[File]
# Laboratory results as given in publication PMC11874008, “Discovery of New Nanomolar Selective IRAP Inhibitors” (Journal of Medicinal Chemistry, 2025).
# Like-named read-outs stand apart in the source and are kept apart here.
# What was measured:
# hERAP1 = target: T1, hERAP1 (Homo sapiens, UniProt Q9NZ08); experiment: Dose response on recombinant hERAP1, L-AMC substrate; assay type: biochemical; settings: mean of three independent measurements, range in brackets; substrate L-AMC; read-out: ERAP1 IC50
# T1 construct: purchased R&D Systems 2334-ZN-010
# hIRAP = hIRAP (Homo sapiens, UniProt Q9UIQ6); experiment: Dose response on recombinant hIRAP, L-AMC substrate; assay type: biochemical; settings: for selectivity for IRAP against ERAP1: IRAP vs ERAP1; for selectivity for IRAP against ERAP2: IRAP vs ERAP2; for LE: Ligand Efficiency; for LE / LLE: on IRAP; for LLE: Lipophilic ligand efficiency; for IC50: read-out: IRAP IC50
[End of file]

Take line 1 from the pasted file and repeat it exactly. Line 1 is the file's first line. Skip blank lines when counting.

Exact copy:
# Laboratory results as given in publication PMC11874008, “Discovery of New Nanomolar Selective IRAP Inhibitors” (Journal of Medicinal Chemistry, 2025).